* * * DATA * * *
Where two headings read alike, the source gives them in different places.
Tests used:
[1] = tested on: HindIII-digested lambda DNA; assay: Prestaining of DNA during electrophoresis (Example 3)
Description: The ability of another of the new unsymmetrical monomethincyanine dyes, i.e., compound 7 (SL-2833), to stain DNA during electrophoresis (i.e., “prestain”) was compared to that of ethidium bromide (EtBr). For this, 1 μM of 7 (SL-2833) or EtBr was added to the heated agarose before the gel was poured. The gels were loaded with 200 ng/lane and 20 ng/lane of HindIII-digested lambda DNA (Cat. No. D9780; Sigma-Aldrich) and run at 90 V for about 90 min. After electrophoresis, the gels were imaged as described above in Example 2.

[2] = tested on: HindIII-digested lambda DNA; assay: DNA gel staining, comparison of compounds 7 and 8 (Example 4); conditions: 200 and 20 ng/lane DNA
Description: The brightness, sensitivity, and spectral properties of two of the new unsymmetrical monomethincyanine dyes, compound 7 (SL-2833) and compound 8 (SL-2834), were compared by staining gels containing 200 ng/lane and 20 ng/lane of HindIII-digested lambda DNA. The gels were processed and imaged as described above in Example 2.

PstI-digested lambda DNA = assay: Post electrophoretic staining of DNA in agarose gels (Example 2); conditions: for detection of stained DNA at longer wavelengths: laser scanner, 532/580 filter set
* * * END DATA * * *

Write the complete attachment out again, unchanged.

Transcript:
Where two headings read alike, the source gives them in different places.
Tests used:
[1] = tested on: HindIII-digested lambda DNA; assay: Prestaining of DNA during electrophoresis (Example 3)
Description: The ability of another of the new unsymmetrical monomethincyanine dyes, i.e., compound 7 (SL-2833), to stain DNA during electrophoresis (i.e., “prestain”) was compared to that of ethidium bromide (EtBr). For this, 1 μM of 7 (SL-2833) or EtBr was added to the heated agarose before the gel was poured. The gels were loaded with 200 ng/lane and 20 ng/lane of HindIII-digested lambda DNA (Cat. No. D9780; Sigma-Aldrich) and run at 90 V for about 90 min. After electrophoresis, the gels were imaged as described above in Example 2.

[2] = tested on: HindIII-digested lambda DNA; assay: DNA gel staining, comparison of compounds 7 and 8 (Example 4); conditions: 200 and 20 ng/lane DNA
Description: The brightness, sensitivity, and spectral properties of two of the new unsymmetrical monomethincyanine dyes, compound 7 (SL-2833) and compound 8 (SL-2834), were compared by staining gels containing 200 ng/lane and 20 ng/lane of HindIII-digested lambda DNA. The gels were processed and imaged as described above in Example 2.

PstI-digested lambda DNA = assay: Post electrophoretic staining of DNA in agarose gels (Example 2); conditions: for detection of stained DNA at longer wavelengths: laser scanner, 532/580 filter set